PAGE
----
Stats Canada published its Outlook for Principal Field Crops at the end of July, marking the end of the 2013-14 crop year. With favourable growing conditions, production of all crops increased to approximately 76 million tonnes (Mt) from 57 Mt in 2012 in Western Canada and from 21 MT to 20 Mt in 2012 in Eastern Canada. This resulted in an increase in total production in Canada from 77 Mt in 2012 to 97 Mt in 2013. This increased the supply of all crops in Canada; however, it is comparatively less than the data would suggest due to the low carry-in stock from 2012.
Even with the issues experienced this past winter with the extreme cold and limited grain transportation, exports of grains and oilseeds are expected to increase by approximately 8 percent to 40 Mt or 45 percent of production.
According to Stats Canada, record supplies and lower international prices have kept the grain prices in Canada, especially on-farm, considerably lower than the 2012-13 crop year. They also estimate the carry-out stocks for all crops at 21 Mt versus the average of the previous 10 years of 14.4 Mt. This increase in carry-out stocks represents about 60 percent of the increase in production. Farm incomes are forecast to drop modestly as low prices persist into the year, and yields from the 2014 harvest are assumed to return to average.
Western Saskatchewan and Alberta crops are reported in good condition with most areas receiving much needed rain. The crop overall is considered a week to two weeks late with a need to be frost free through to the second week of September. With a long-range forecast that includes warmer temperatures with a few showers through the next month, crops have the potential for above-average yields as long as the showers don’t turn into damaging thunderstorms.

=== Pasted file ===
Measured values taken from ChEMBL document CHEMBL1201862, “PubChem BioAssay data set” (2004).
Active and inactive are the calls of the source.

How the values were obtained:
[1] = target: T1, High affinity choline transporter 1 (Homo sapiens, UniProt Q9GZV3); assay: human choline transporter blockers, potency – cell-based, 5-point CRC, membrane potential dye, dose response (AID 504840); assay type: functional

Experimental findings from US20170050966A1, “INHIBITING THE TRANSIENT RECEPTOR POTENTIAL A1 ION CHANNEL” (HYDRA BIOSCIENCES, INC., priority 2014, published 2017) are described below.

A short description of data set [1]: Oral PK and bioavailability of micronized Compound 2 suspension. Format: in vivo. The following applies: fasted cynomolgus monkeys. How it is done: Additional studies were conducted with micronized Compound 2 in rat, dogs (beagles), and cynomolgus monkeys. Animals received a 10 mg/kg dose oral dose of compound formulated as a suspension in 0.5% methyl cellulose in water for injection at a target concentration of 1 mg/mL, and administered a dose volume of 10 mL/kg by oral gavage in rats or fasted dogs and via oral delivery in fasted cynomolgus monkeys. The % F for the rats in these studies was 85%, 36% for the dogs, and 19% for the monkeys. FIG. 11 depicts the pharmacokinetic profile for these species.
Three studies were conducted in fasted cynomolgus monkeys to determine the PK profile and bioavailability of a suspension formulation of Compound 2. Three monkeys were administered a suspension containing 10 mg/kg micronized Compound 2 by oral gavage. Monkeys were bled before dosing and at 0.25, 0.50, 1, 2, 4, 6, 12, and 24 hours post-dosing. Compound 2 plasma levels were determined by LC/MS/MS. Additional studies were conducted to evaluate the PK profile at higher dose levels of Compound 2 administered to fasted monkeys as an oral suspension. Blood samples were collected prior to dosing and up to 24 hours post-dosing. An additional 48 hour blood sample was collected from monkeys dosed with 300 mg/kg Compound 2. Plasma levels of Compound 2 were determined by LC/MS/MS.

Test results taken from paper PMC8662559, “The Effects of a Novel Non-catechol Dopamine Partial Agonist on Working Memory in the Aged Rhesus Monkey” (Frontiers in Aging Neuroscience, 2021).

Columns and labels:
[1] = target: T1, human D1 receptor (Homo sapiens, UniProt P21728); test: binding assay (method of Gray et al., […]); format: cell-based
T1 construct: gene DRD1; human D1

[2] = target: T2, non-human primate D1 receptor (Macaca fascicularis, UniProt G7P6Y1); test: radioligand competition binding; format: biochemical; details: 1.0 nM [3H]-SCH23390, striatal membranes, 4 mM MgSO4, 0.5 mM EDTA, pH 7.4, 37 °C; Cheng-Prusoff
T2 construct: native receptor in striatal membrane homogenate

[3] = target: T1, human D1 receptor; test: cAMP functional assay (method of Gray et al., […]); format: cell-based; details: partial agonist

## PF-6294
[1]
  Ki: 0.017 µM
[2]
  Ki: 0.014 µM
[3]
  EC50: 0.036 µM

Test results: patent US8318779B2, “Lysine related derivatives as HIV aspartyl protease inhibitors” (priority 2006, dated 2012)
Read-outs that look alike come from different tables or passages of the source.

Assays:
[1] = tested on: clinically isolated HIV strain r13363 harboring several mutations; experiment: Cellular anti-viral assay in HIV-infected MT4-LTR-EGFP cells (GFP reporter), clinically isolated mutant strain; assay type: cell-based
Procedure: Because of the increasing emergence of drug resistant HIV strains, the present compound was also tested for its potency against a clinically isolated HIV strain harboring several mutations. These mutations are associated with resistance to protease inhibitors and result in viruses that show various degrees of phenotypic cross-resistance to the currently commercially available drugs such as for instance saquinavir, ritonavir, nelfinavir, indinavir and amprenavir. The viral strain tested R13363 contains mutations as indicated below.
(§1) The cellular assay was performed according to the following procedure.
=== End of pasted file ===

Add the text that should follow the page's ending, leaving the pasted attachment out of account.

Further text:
Some crop areas in Manitoba, southwestern and northern areas in particular, are behind in flowering with weather conditions remaining variable. The Red River Valley region and into southern Manitoba have above average conditions with the development of most crops on pace.
With the damage from the June flooding in areas of eastern Saskatchewan and western Manitoba not fully determined, Stats Canada reports that total crop production in Canada is forecast to decrease by almost 20 percent to 77.8 Mt this year. Carry-in stocks from the 2013 crop will be a major component in supply for 2014, which is forecast to decline only slightly. Carry-out stocks are expected to decrease significantly from 2013-14 levels but will remain above average. It is expected that abundant world grain supplies will continue to pressure world grain prices throughout the 2014 crop year with prices dropping to slightly lower than that experienced for the 2013-14 crop.